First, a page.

“A paperless system allows any errors to be quickly identified and resolved, thereby avoiding the grounding of aircraft,” Sidhu says. “It also has the capability of remote fleet management, hence saving time, and the capability of giving intelligent reports that allow maintenance processes to be improved as required.”
Certainly, EasyJet’s proactive maintenance strategy allows the airline to benefit from lower lead times, fewer AOG events and increased aircraft reliability and fleet growth. But what role has its paperless engineering project played in delivering such benefits?
Thanks to on-demand access to digitized and indexed information, EasyJet’s paperless setup allows the airline to proactively plan and carry out maintenance work, as well as communicate with other areas of the business with ease.
In addition, paperless operations make it easier when EasyJet’s A320-family aircraft are undergoing P checks because during this shop visit, technical fleet, component and parts data need to be accessed as quickly as possible to return the aircraft to service in a timely manner.
Sidhu emphasizes the importance of having “ready access” to key information and says paperless engineering allows the airline to “validate airworthiness records with a minimum of delay.” Moreover, “any issues can be identified and dealt with before escalation at the end of the ‘EasyJet life’ of a particular asset,” he adds.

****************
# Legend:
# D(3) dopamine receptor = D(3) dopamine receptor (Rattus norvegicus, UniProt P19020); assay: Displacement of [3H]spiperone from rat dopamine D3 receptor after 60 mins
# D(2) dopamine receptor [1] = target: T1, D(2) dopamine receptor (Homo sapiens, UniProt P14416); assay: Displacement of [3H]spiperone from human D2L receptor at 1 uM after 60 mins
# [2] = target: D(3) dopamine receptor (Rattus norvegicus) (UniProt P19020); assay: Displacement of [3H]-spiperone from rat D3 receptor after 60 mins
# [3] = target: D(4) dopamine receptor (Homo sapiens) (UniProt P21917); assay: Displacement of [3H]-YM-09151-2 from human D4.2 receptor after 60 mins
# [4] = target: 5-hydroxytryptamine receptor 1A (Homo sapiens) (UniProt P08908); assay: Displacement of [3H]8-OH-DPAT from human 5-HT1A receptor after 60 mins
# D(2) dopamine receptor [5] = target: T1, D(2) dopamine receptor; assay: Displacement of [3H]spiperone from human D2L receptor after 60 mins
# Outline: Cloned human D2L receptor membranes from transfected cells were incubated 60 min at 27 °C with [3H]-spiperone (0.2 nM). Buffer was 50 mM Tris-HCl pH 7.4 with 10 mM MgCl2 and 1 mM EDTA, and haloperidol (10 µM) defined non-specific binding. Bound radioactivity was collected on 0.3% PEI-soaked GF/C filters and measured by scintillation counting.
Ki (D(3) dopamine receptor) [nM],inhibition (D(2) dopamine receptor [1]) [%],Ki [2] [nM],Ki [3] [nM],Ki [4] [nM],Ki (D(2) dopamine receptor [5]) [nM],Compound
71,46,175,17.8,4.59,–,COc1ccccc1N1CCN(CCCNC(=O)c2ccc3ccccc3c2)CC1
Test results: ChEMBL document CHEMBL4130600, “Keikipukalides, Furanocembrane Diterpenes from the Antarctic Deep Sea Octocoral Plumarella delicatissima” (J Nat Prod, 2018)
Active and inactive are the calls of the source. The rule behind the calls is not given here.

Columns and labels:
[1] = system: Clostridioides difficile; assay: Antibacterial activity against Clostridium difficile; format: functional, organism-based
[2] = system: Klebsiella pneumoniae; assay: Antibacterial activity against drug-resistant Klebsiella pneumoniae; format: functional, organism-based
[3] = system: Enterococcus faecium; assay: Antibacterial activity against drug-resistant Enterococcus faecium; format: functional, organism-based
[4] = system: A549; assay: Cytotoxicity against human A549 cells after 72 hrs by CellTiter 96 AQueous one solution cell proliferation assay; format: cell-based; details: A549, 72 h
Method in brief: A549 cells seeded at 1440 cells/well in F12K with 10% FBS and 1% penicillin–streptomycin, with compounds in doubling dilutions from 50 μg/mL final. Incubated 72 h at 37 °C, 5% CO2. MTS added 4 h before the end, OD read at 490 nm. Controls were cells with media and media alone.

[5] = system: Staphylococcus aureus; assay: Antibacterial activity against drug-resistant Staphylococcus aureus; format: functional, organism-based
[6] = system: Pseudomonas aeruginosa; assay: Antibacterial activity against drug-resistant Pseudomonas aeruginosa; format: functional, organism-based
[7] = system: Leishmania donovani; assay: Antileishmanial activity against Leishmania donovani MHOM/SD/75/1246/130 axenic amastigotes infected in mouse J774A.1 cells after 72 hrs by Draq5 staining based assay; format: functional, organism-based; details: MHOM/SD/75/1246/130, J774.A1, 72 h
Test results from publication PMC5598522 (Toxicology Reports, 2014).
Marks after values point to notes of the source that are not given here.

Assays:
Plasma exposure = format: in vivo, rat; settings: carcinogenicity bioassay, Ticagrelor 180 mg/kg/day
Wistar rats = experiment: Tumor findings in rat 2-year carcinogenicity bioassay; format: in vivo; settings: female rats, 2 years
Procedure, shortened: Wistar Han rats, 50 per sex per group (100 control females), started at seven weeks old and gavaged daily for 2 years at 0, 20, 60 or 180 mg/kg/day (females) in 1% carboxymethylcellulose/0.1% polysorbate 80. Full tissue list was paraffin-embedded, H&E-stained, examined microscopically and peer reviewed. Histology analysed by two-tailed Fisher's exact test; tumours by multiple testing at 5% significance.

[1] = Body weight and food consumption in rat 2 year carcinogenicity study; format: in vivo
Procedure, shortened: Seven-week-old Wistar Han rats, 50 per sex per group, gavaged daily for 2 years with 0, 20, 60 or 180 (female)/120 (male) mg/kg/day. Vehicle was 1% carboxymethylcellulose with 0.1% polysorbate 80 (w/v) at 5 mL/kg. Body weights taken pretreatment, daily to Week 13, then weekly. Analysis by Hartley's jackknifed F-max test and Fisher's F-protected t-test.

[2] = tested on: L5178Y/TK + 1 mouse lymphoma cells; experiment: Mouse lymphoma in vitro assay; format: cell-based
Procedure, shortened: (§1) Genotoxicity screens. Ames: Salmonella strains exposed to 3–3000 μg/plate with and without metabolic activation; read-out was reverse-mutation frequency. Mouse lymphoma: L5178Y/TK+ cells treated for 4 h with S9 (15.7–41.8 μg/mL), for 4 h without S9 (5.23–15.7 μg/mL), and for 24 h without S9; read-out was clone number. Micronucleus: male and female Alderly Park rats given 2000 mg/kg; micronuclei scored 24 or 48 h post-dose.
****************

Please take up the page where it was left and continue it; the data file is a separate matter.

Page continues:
Next steps for the paperless mission
Sidhu says the airline’s paperless mission is not over just yet: The airline is currently “working toward the goal of lease return-ready records,” he says.
While Stream features a repair map that records aircraft damage, repair details and documentation, it is crucial for leased aircraft to be returned to a lessor with complete documentation in order to avoid further expense.
Sidhu also says Stream will have the capability of integrating with wireless devices in the not-too-distant future. The information currently entered onto a wireless device and into AMOS has to be exported into Stream.
Another focus of the airline is the adoption of e-signatures, which should be ready for implementation by December 2016 and will lead to “significant benefits in a volume reduction of the amount of paperwork that is still generated, to the order of 80%,” says Sidhu.
“This will of course make a significant difference in terms of resources and cost of labor while maintaining a flat head count,” he says, adding that electronic tech logs are next on the list.
“E-tech log is the next project we are reviewing after implementation of e-sign, and this will have a further reduction in the amount of paperwork generated including transport cost.”
While there is no definitive date for the implementation of E-tech log, EasyJet is working on a “fit for purpose solution,” which is under evaluation.
With EasyJet’s paperless engineering project going from strength to strength, the carrier is keeping its promise to shape a greener future for aviation.